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‘Poverty is overused word’ says York Conservative leader Ian Gillies
YORK’S Conservative leader has said he believes “poverty is an overused word” in the wake of controversial comments by a member of his party about food banks.
Chris Steward, a Conservative councillor, sparked an angry row after stating there is no absolute poverty in Britain and food banks were “an insult” to starving people around the world. He said donating to them allowed recipients to spend more money on alcohol and cigarettes.
In response to the comments, Tory leader Ian Gillies said he had not yet spoken to Coun Steward but questioned how many people were in poverty, stating that while food banks “can only be a good thing” for those in need, there are some people who claim to be in need if they do not have satellite television.
Coun Gillies said: “Poverty is an overused word. Some people say they are in poverty if they can’t afford Sky television.
“But that does not detract from the people we need to help. There are obviously people in need and we should be doing everything we can to help those people.
“I would say the word poverty is used too quickly. There are people in need of help and some less fortunate than others.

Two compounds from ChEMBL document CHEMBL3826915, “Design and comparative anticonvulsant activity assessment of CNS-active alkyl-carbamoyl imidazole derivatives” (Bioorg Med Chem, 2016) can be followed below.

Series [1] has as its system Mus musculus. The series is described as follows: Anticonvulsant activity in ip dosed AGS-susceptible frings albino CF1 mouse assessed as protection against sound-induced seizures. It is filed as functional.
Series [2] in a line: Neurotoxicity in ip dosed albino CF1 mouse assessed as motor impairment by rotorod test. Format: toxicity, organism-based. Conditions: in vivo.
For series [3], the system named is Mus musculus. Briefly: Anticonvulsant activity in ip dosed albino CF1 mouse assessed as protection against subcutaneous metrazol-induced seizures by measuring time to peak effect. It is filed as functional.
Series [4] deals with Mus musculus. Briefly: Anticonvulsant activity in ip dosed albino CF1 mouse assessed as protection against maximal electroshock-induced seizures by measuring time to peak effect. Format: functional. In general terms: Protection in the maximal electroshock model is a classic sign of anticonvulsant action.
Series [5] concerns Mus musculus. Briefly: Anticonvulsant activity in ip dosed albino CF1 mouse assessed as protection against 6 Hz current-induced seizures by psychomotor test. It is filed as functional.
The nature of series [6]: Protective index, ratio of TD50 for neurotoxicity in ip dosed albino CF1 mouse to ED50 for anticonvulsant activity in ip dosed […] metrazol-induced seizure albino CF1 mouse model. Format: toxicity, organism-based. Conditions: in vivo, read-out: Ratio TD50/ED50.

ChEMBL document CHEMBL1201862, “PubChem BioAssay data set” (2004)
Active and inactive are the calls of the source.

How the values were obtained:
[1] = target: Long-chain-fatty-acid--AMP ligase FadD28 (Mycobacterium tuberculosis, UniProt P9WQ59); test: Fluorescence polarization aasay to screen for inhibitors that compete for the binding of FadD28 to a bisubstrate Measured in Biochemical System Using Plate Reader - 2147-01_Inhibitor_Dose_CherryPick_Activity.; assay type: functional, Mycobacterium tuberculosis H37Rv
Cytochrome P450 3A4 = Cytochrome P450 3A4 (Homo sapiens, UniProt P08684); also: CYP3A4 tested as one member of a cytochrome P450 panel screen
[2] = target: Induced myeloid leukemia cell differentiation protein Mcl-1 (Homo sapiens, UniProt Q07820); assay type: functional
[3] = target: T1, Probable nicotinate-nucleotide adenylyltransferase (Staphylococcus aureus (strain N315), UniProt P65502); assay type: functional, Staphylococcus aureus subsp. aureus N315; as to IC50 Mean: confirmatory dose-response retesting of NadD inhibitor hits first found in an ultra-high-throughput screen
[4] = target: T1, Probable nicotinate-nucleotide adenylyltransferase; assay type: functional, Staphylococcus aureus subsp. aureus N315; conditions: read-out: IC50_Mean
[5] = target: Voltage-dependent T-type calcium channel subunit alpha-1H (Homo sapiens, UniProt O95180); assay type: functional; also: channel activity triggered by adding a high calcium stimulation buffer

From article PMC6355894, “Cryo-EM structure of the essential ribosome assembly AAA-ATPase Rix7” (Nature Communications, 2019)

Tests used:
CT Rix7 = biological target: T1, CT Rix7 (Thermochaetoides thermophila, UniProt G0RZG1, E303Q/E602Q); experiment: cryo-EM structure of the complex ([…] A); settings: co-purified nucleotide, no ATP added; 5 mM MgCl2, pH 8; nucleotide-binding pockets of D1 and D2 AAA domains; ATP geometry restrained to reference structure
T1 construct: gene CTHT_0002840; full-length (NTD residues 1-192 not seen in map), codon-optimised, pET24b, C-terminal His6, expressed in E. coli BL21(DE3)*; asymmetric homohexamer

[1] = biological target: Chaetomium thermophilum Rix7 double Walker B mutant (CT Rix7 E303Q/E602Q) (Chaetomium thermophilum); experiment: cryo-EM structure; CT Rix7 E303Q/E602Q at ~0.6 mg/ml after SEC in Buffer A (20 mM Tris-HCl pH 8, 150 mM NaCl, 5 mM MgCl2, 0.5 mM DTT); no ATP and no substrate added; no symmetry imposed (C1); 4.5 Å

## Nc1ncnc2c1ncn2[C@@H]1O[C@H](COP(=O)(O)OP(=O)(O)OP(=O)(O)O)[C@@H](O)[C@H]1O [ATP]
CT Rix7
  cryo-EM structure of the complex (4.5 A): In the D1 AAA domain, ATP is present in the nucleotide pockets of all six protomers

“There are people who say they are in poverty but really don’t know the meaning of the word poverty.”
Coun Steward’s comments were condemned by The Trussell Trust, which runs 275 food banks nationwide, which said he was “poorly informed”.
A spokesperson for the York-based Joseph Rowntree Foundation (JRF) said: “York may be a relatively well-off city, but that only masks the very real hardship experienced by many right on our doorstep.
“Food parcels were once the preserve of wartime Britain. But such is the struggle to meet the cost of essentials, the growth of food banks is tantamount to the reality facing families today.
“Food costs for families with children have increased by about 20 per cent since 2008 and the gap between the incomes and needs of worst-off households is widening.
“Six million people in working households are now in poverty – which is testament to the prevalence of hardship in the UK. The fact is millions of ordinary people are finding it ever harder to make end meets and put food on the table.
“We need policies that help ease the real struggles faced by families, not squabbles or denial as to whether that struggle exists.”